Your AS most likely has a Dexter Axle. Dexter recommends replacing the rear grease seal every time the bearings are greased. When your bearings were greased were the rear grease seals replaced?

Now, suppose your bearings were packed the lazy way with a grease packing gun and the wheels were never pulled to replace the grease seal. With this combination you now see grease on your center chrome wheel cover. Aha, nix nix! They could have blown out the rear seal by injecting too much grease and there's now grease spreading all over your brake shoes and magnets. If there's any question, I would pull all the wheels, clean-up everything with "CRC Brake Clean", knock out the rear grease seals, inspect and hand pack the front & rear bearings & install new rear grease seals, put everything back together then adjust the brakes. Using this procedure is the best way to be sure that your AS is totally road worthy. If you don't know exactly how to perform this maintenance then get competent help. It's important to know exactly how to seat the bearings among other things.
NOAZRK2690 is offline   Reply With Quote
Old 12-03-2015, 12:35 PM   #6
1 Rivet Member
1969 23' Safari
Calgary , Alberta
Join Date: Oct 2015
Posts: 5
Great information - big thanks to everybody - I am going to check for grease on the brakes and then give it a test drive to check for heat. Probably good idea to do an overhaul when it warms up.
Many thanks
69airstream is offline   Reply With Quote
Old 12-03-2015, 06:11 PM   #7
Rivet Master
cwf's Avatar
1999 34' Excella
Currently Looking...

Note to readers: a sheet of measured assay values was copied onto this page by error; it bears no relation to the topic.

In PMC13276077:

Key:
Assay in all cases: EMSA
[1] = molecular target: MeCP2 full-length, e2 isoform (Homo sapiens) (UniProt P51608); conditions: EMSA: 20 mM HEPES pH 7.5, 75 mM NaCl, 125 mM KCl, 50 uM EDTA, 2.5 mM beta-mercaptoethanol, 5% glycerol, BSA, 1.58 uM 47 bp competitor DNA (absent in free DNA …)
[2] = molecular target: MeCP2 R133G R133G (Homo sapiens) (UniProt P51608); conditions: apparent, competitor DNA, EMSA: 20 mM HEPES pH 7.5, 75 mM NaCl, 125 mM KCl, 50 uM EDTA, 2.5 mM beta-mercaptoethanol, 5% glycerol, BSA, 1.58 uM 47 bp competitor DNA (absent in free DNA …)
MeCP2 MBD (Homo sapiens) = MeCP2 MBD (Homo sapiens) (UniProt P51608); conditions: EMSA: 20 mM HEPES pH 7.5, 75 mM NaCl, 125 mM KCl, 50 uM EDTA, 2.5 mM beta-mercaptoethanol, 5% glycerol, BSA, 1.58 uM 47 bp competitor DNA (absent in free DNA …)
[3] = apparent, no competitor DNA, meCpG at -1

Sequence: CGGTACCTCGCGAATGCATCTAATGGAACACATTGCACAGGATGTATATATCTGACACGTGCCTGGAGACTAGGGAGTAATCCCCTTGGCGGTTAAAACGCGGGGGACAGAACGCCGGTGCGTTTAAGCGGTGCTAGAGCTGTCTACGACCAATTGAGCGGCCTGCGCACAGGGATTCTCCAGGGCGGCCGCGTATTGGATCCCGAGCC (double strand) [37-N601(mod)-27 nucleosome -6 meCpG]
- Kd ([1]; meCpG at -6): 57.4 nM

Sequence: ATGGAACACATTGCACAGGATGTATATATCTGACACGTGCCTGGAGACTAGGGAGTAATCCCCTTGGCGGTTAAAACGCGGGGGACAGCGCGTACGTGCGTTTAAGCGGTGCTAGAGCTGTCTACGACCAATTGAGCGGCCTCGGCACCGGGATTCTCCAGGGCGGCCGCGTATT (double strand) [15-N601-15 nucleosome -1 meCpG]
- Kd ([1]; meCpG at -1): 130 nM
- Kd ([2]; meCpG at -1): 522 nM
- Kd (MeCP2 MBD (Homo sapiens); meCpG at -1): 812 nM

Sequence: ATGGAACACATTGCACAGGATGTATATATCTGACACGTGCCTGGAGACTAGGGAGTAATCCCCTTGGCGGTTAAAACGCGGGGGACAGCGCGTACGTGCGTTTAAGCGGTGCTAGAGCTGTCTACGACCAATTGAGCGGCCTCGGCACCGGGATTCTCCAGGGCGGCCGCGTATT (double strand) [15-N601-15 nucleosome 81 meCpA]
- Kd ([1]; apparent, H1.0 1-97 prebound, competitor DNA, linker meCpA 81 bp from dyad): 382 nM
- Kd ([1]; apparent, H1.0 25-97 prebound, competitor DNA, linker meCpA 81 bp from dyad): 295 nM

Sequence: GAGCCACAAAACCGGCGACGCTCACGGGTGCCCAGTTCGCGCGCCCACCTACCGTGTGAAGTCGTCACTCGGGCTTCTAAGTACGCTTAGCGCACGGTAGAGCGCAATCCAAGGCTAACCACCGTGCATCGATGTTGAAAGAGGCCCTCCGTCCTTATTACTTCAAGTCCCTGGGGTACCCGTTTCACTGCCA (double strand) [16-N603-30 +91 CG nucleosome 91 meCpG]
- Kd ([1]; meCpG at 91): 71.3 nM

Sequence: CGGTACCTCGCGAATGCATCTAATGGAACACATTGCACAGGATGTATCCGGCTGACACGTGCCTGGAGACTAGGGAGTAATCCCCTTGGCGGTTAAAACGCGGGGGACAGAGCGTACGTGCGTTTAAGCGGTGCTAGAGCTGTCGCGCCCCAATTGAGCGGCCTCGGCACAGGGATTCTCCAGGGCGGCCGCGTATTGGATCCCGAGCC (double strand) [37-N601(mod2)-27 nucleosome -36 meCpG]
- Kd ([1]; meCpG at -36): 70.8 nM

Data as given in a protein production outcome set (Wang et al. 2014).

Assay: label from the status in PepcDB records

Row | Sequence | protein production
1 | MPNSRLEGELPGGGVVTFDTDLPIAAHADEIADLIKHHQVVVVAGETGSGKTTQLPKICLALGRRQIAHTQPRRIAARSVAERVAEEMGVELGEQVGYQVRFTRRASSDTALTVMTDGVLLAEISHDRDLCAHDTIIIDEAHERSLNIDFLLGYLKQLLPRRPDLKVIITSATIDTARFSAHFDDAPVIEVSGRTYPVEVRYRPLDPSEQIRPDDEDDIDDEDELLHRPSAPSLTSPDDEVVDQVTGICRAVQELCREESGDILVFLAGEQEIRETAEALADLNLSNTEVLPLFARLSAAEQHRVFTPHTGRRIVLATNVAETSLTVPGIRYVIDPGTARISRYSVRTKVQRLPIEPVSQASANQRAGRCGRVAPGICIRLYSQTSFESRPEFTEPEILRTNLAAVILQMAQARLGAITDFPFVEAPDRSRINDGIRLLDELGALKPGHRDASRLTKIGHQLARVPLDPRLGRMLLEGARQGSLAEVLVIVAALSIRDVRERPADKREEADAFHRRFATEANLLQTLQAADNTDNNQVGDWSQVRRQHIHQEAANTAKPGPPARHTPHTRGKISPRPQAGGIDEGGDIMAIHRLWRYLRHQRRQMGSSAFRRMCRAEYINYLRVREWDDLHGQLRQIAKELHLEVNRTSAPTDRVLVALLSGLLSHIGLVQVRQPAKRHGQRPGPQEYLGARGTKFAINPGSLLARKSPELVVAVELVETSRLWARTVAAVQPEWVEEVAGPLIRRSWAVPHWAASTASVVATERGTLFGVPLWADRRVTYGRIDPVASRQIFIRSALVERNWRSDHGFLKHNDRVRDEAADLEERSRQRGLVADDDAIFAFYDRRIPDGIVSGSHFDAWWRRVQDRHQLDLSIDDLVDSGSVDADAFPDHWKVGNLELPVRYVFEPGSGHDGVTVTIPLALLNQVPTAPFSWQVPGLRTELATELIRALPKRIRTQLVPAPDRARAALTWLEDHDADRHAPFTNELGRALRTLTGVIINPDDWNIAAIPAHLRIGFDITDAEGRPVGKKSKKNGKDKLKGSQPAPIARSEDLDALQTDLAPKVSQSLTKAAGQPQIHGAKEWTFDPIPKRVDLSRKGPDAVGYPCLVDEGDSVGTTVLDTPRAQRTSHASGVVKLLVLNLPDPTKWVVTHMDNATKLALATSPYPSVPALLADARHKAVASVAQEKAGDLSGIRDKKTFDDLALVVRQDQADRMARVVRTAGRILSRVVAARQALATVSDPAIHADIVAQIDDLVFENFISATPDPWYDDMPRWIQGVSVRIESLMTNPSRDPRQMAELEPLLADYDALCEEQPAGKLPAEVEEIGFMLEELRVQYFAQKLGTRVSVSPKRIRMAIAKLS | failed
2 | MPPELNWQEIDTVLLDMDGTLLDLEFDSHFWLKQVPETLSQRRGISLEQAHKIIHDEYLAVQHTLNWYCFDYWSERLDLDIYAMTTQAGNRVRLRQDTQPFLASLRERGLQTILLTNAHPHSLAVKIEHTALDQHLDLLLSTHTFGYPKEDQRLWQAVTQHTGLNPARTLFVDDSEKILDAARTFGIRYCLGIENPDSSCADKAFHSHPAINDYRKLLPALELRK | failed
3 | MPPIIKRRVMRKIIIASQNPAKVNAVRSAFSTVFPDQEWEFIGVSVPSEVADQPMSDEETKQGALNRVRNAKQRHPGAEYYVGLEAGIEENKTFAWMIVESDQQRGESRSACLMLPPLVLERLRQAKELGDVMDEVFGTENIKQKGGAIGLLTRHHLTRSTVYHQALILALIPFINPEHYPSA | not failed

Hillsboro , Texas
Join Date: Feb 2013
Posts: 6,073
Images: 2
If your hub is heating, do not hesitate removing and repacking the bearings...

Peace and Blessings..
WBCCI# 30676
cwf is offline   Reply With Quote

Currently Active Users Viewing This Thread: 1 (0 members and 1 guests)
Thread Tools Search this Thread
Search this Thread:

Advanced Search
Display Modes

Posting Rules
You may not post new threads
You may not post replies
You may not post attachments
You may not edit your posts

BB code is On
Smilies are On
[IMG] code is On
HTML code is Off
Trackbacks are Off
Pingbacks are Off
Refbacks are Off

Similar Threads
Thread Thread Starter Forum Replies Last Post
Bearing Buddy Bearing Protectors Ron A Wheels, Hubs & Bearings 23 05-19-2015 06:48 AM
To oil or not to Oil woodyarn General Repair Forum 14 08-03-2012 08:05 AM
Does the amount of engine oil increase with the addition of a larger oil cooler? Mr. D Mechanics Corner - Engines, Transmission & More... 5 03-07-2009 08:56 AM
Load bearing or not load bearing? Petethefeet Ribs, Skins & Rivets 3 04-27-2008 07:36 AM
1964 Bambi II bearing dust cap louie 1964 Bambi II 1 06-08-2007 11:18 PM

Featured Campgrounds

Reviews provided by

Copyright 2002- Social Knowledge, LLC All Rights Reserved.

All times are GMT -6. The time now is 03:42 AM.

Powered by vBulletin® Version 3.8.8 Beta 1
Copyright ©2000 - 2018, Jelsoft Enterprises Ltd.

Airstream is a registered trademark of Airstream Inc. All rights reserved. Airstream trademark used under license to Social Knowledge LLC.